There will be those who put their faith in test equipment.
There will be those who put their faith in their ears.
There will be those who put their faith in the collective experience of others.
In every case, this is an act of faith and in every event it is a phenomenological encounter.

Strong opinions are generated due to our human struggle to tolerate uncertainty. Only when we can tolerate, let alone be comfortable with, uncertainty, can we be open to new positions. If we can accept that our current position is merely one on a path to new knowledge and new experiences, hopefully we can achieve more fulfilling domestic audio playback. The more audio experiences we have, the more neural pathways we kindle in the audiophile corners of our brains. We learn more about audio and we learn more about listening.

Audiophile Psychology

At first our experiences are “Wow! That sounds amazing; I want something like that!”
With experience we begin to learn what it was about that first impactful experience. Soon we add further dimensions of what makes a good experience to us individually. If we were taught music appreciation at school, clapping along in time to rhythms, perhaps playing some percussion instruments in class, we might, when we encounter audio, be more sensitive to rhythm and timing. If we learned flute at school, our neural pathways might be more sensitive to upper register accuracy and irritated by tweeter colouration.

Our previous experiences will have kindled and reinforced neural pathways that will confirm or refute our early experience of sales prattle inviting us to notice the superior “Air around the instruments” or “Tune following” to quote from two of the core tenets of rival audiophile sects. As people get older they tend to embrace religion more and become more intolerant of diverse views; we are an ageing hobby. Whether this is a function of reducing neural plasticity or a psychological sense of less time left alive is not something your Old Scribe has identified in the literature. As people get older they just tend to embrace religion more perhaps in pursuit of some certainties.

An intolerance of uncertainty does lie behind entrenched audiophile positions and prompt a backlash response to anything that might undermine or contradict those positions. Thus mythologies develop and are mutually reinforced by groupthink

Certainty and Uncertainty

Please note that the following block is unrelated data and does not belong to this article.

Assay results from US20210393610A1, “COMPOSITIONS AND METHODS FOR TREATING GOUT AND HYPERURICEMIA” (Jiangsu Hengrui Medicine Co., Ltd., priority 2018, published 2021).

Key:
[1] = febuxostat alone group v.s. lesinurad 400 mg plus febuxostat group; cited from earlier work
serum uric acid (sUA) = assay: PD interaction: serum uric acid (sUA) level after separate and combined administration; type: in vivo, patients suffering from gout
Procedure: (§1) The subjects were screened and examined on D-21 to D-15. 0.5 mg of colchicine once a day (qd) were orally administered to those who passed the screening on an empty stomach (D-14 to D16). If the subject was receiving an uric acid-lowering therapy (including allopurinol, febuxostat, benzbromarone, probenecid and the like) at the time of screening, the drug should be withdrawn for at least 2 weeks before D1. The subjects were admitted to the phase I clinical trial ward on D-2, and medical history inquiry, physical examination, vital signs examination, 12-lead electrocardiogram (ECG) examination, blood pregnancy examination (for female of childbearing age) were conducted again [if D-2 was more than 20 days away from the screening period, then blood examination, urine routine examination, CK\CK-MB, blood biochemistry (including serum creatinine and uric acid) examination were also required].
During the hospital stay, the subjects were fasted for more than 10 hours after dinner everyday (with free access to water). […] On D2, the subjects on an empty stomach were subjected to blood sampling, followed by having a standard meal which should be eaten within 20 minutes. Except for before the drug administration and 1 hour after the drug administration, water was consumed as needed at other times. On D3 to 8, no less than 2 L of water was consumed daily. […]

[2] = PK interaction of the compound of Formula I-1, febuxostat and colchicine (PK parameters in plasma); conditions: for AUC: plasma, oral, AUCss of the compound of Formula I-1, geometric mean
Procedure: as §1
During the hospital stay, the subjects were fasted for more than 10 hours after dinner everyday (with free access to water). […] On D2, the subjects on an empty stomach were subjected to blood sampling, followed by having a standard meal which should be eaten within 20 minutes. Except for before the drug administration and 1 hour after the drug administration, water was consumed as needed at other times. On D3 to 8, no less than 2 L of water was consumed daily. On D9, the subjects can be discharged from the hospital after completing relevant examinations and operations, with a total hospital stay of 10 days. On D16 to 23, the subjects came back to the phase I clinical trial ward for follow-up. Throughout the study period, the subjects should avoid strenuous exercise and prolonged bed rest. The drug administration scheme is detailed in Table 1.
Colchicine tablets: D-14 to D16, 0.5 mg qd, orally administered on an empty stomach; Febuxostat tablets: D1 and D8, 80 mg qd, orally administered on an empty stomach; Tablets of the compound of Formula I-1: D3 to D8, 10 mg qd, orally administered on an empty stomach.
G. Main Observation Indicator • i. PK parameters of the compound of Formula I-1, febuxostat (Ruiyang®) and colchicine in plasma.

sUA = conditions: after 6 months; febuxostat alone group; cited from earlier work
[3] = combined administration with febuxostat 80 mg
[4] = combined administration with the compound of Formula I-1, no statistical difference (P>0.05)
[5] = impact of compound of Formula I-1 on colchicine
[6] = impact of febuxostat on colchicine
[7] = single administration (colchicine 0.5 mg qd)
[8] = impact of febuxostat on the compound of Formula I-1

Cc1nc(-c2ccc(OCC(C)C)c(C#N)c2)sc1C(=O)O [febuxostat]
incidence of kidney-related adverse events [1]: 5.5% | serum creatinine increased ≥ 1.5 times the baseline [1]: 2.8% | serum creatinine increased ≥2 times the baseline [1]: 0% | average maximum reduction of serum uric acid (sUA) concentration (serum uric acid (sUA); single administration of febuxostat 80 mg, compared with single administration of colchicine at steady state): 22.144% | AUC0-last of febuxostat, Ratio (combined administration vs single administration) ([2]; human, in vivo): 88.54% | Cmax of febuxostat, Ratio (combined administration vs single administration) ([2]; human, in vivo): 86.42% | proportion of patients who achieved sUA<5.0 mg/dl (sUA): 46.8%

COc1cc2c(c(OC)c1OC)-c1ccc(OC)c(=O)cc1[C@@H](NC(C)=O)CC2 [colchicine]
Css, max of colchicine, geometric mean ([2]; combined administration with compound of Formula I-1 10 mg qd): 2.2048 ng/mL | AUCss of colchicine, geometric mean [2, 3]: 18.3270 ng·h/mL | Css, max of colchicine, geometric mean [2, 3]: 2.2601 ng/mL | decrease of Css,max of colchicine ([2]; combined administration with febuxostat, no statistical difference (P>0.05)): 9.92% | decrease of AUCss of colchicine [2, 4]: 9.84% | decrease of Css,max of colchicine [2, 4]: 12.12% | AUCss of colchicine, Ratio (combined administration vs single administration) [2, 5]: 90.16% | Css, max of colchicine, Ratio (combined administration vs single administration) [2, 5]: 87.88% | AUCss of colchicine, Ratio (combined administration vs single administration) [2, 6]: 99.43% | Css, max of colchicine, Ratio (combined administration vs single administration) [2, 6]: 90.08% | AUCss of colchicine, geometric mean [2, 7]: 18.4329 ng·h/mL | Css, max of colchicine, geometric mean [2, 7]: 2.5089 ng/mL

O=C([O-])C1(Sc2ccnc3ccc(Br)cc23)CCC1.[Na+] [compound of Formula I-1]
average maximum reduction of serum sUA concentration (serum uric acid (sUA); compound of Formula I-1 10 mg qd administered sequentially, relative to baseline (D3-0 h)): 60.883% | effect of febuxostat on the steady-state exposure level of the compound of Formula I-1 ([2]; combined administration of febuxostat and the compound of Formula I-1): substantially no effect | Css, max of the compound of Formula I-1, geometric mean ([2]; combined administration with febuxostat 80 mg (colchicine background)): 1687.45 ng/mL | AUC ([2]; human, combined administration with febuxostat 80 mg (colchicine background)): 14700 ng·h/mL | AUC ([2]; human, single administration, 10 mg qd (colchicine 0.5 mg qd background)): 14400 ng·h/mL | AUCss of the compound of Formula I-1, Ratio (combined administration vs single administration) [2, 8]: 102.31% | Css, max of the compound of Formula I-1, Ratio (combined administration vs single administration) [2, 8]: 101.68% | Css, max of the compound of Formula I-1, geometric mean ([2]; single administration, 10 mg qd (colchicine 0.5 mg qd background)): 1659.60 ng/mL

Does science help here? Most physiological research into hearing has little to offer the designers of amplifiers, for example, without any other context. Even such research into audibility of distortion is in its infancy because it might seem to offer little to the future of humanity, compared with medical research or low carbon energy production. Such research usually comprises adding some artificially generated distortion to a signal which is described as “clean” signal before the artificial distortion is added. Thinking about the mechanisms of hearing and sound perception, let alone of musical appreciation, this has as only slightly more correlation to the audiophile experience as Kirlian photography offers as evidence for the presence or absence of the spirit world around us.

“What?!?” observe plebs chorus, stage left, “What is the Old Fool on about now? Psychoacoustics as Victorian table tapping”

When most of us consider the research at the large Hadron Collider at Cerne, we accept as a matter of faith that what the scientists and engineers have designed to investigate is being investigated. We expect that the sub atomic particles and phenomena that the detectors they have designed for are actually detecting what they are designed to detect. However, unless our internet search terms are specific to that scientific enquiry, the search results will reveal pages of fanciful theories about the Large hadron Collider acting as a “portal for demons from another dimension” and that this was apparently clearly predicted in a well-known religious text, edited in the middle ages. This is the same parallel universe of ideas that individually looks bonkers (Δ ICD10 R46.1) to us rational audiophiles. Collectively those ideas are dangerous when they proceed to use their demons theory to explain extreme weather instead of blaming climate change and therefore oppose efforts to halt climate change. Fortunately the wilder ideas of Audiophilia Extremis merely result in gluing bits of foil to the door frame, overpaying for mains wire and spending more on audio equipment than recordings and live performances.